Given all of the different products on the market today, it is no surprise that there does not exist one single closure that will seal each and every container. Unfortunately, this also means that there does not exist one single capping machine that will seal each and every container that exists. The type of capping machine used on any given packaging project will depend on, among other factors, the type of cap or closure being used on bottles or other containers. Below are a few of the most common caps and closures found on the market today.
Still arguably the most popular closure used by packagers today, the screw-on type cap can take many different forms. From simple flat caps used on bottled water and popular soft drinks, to sports caps used on energy and sports drinks, to flip-tops on products such as shampoo and conditioner, screw-on type caps thread onto the bottle to create a seal that resists spills, leaks and often tampering. Two different automatic capping machines can be used for screw-on closures, the spindle capper and the chuck capping machine. Generally speaking, each machine contacts the cap and spins it onto the threads of the bottle. The spindle capper uses matched sets of spindle wheels to spin down the cap, while the chuck capper uses a chuck and inserts to grip the cap and do the same. Different factors, such as cap and bottle size, production speeds and cap type will help determine which of the two bottle cappers will be used for any given project.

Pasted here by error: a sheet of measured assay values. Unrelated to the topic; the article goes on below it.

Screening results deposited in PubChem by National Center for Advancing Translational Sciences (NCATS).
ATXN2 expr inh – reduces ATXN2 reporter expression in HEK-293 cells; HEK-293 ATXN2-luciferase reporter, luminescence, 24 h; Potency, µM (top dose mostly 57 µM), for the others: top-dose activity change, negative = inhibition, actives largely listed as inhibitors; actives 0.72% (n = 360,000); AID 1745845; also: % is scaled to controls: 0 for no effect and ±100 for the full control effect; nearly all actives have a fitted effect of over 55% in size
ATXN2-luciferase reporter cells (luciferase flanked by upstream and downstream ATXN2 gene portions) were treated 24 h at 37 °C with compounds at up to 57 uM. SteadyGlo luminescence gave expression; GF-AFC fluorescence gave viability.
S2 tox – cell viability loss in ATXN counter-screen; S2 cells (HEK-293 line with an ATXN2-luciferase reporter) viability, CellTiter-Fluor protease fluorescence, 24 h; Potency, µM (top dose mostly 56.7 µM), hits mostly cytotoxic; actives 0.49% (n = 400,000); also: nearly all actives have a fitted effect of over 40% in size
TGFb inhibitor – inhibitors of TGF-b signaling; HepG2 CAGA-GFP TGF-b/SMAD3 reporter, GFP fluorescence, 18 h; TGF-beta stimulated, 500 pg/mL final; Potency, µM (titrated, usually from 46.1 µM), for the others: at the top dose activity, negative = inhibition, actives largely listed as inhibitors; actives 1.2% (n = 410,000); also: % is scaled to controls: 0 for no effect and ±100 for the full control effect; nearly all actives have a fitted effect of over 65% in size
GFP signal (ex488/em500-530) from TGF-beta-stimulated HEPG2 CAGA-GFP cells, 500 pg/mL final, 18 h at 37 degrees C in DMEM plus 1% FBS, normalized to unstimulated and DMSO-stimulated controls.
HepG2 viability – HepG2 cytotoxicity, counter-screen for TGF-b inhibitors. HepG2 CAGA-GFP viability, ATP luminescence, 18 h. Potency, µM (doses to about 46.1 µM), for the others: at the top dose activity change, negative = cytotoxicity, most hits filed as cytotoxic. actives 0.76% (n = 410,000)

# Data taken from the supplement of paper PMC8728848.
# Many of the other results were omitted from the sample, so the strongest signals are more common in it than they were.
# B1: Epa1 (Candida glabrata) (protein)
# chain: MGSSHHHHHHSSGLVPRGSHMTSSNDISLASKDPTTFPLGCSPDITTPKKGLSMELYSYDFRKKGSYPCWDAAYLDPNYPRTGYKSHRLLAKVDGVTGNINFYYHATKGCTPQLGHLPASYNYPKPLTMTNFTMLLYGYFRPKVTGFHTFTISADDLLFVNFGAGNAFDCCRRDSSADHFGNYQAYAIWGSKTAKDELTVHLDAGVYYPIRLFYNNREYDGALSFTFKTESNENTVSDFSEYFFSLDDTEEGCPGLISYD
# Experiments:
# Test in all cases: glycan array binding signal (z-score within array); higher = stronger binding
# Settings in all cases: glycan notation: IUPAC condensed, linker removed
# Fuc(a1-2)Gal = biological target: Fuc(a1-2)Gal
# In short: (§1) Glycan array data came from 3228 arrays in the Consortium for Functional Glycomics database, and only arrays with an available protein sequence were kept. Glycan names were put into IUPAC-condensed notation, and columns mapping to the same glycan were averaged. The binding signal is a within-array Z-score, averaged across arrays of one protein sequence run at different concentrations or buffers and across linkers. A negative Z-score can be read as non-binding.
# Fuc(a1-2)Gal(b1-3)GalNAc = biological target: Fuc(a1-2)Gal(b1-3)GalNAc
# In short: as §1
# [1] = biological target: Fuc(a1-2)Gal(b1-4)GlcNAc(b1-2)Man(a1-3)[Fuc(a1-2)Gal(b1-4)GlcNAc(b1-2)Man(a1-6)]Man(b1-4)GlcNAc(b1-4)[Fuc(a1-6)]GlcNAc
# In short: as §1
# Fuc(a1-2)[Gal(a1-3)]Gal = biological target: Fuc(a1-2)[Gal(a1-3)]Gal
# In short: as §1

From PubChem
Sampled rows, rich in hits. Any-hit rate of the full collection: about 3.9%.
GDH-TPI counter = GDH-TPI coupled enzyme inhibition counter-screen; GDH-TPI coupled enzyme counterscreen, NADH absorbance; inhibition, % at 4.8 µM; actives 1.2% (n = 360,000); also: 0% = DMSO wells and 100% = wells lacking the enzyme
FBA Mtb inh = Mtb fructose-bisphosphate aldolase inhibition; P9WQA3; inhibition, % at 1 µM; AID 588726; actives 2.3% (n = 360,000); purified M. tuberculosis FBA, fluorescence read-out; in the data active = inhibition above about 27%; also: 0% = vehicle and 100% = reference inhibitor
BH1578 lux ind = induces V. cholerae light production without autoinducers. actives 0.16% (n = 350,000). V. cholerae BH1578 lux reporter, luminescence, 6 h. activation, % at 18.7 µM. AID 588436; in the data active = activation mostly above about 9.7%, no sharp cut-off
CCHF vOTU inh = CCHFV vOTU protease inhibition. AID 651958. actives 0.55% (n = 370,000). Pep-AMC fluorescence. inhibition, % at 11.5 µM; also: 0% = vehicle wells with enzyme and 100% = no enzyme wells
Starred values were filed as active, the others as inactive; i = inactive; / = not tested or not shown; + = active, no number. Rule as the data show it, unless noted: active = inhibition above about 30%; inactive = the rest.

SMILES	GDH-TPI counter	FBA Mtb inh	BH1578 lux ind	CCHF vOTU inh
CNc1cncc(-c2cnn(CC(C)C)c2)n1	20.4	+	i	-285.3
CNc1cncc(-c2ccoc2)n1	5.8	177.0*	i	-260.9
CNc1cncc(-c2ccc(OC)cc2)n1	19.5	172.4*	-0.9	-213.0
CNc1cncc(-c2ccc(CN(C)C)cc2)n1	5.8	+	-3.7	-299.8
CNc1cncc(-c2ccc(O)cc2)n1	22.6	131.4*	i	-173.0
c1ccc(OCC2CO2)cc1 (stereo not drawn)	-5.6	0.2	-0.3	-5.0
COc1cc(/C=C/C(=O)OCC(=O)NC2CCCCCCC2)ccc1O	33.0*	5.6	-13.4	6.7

Snap-on closures do exactly as one might think, simply snap on to the bottle or container. Snap caps may also take on different forms, from flat caps found on some pill bottles to larger lids found on products such as foods or even paint. Rather than gripping the closure, snap on capping machines will use either a belt or a stomping device to apply pressure to the lid until the seal is completed. As the cap and container pass beneath the belt, the belt will decline slightly to increasing add pressure until the lid snaps into place. The stomper will simply push down on the cap or lid once in place to achieve the same end goal. The design of the snap capping machine will also depend on the type of closure, container and a number of other factors.
CORKS OR PLUGS
With the recent rise in the number of craft wines and spirits, so has the popularity of the T-cork and other cork type closures risen. Corking machines may be similar to the snap capping machine, in that a stomper or pressure bar may be used to press corks into bottles or other containers. The difference being that the corks are pressed into the bottle opening versus snapping on to the rim of the container or otherwise sealing with a snap. Automatic bartop corkers and other corking machinery may seal one bottle at a time or several, depending on the design and the production needs. Several different formats are available to meet the needs of individual packagers.
Finally, ROPP cappers can be used to apply Roll On Pilfer Proof Caps. In general terms, these capping machines use rollers or knives on an aluminum cap to create a seal where threads exist on the bottle. The most common user of ROPP caps is typically those using a wine bottle, though they may be seen on olive oils and several other food products. Automatic ROPP cappers introduce the aluminum closure to the bottle before the cap head descends to create the seal, and these machines will typically emply a starwheel type indexing system to position bottles under the capping head one by one.
Of course, custom capping machinery exists for unique closures and some machine capping types can be combined (see the spindle and snap capping machine) to meet the needs of individual packagers. Each automatic capping machine will normally include an automatic cap delivery system to keep capping at continuous or near-continuous levels. For more information on any of the cappers above, or to discuss your bottle capping needs with a Packaging Specialist, contact NPACK today!